Inspiration

I've always been interested in decentralized exchanges where users hold their own tokens and settle trades on chain so I decided to start Cirrus Swap.

When more SRC tokens come on the Cirrus sidechain, it will be important for users to be able to exchange them for others. This will help the token economy thrive.

About Cirrus Swap

The Cirrus Swap project consists of 4 smart contracts at the time of writing this and a UI built with Angular and Electron. The UI creates a clean user experience for swapping SRC for CRS tokens and hooks into the existing open ports to the Full Node that Cirrus Core uses. So, users only need to open Cirrus Swap UI with Cirrus Core wallet open to immediately being trading.

The four contracts included are BuyOrder, SellOrder, Orders, and JsonConfig. View the CirrusSwap Github repository to view documentation on each contract.

Each contract is fully tested using XUnit and Moq letting devs feel at ease if and when making changes.

Challenges

Early challenges were gas fees and limits, once I realized smart contracts don't work well when used similarly to a micro-service architecture, I knew I needed a UI to assist the user.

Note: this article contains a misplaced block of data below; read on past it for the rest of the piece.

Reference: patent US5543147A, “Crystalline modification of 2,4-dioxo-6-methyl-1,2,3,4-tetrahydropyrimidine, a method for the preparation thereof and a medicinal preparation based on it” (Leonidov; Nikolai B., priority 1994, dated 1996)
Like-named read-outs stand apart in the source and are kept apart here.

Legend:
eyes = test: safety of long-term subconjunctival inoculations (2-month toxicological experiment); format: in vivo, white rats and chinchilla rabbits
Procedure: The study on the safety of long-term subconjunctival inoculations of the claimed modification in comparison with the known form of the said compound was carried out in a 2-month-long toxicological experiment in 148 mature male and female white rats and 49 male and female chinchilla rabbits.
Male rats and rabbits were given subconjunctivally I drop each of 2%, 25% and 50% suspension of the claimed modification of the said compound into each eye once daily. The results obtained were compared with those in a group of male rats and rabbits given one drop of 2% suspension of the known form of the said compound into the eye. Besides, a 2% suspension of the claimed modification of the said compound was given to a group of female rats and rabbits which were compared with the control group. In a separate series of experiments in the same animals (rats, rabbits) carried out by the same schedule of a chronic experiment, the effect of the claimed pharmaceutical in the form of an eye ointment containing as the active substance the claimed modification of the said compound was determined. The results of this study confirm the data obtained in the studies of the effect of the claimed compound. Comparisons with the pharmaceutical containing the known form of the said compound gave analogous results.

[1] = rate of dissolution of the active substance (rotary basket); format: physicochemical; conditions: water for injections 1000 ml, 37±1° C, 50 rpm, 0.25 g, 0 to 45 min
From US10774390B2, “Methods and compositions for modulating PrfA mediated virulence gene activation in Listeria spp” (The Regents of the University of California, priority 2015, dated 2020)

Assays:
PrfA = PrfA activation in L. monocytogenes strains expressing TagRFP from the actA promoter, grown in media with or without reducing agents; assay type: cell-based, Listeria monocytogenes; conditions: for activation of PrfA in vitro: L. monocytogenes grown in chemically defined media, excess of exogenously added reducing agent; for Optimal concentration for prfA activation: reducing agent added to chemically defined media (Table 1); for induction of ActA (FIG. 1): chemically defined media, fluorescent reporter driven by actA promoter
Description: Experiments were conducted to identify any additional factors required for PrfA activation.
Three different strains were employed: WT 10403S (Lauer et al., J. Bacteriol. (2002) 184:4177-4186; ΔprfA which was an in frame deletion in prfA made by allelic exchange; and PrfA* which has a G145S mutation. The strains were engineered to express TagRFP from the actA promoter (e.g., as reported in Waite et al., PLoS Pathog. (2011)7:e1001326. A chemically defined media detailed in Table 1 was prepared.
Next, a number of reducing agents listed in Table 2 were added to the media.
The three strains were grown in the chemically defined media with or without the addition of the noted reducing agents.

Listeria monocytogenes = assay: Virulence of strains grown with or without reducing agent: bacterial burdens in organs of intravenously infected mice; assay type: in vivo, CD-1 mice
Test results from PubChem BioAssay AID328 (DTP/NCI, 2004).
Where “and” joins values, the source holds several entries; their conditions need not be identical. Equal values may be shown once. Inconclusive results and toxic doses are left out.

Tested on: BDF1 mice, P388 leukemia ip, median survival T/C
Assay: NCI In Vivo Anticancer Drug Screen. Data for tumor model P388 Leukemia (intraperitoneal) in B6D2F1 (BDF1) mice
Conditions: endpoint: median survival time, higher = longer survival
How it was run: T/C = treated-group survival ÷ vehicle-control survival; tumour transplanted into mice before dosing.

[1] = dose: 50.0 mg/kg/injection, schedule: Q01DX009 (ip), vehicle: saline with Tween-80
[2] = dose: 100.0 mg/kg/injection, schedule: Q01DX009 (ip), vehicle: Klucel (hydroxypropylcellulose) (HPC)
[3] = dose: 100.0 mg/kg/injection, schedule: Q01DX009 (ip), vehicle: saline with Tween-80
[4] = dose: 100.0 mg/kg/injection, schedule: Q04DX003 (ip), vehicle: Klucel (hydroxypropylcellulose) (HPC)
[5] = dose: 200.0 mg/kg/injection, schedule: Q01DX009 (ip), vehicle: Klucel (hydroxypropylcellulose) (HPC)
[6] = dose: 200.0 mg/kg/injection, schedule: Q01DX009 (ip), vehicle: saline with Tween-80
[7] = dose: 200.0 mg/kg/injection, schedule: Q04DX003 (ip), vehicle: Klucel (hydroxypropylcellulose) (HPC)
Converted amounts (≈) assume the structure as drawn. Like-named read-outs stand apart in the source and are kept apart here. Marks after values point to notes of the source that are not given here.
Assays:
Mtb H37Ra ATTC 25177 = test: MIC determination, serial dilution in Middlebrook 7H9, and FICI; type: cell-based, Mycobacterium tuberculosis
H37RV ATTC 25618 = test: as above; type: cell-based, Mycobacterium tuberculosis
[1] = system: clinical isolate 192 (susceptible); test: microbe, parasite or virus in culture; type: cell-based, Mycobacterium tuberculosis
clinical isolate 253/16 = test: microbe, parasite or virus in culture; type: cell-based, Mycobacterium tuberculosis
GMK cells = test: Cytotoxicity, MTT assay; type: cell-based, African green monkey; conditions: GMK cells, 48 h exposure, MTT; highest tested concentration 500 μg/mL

Then order books then became an issue, I didn't want users to have to manually post their orders somewhere for others to fill. I needed a quick solution and turn around, I created the Orders contract. The frontend adds newly created orders here after a successful creation. It then pulls the logs on interval, filters and calls each order contract to get the latest details.

This quickly becomes a scaling issue, there is no way hundreds of orders can be fetched on interval on each users machine. For now, this will do, with only the MEDI token coming soon and this still in beta, it will work. The new solution would be to have users update their orders on the order book after every interaction. This causes the users to pay gas for one more call, but overall will create a better experience.

User Interface

The UI for Cirrus Swap makes it easy for users to create, find, and fill orders. It chains the necessary calls for each action as well making simple actions such as placing an order extremely easy. One submission will create an order, set an allowance on an src contract, and log the order to an order book for example. These 3 calls, could take users minutes to do manually and leaves a lot of room for error.

Still very early beta, the UI has a lot of improvements and unfortunately, bugs to fix. The UI is not production ready but over the next few months, should be. The ultimate goal is to get this to Cirrus MainNet by Spring 2020 which is reasonable if I am working alone. With community contributions, it could be much sooner.

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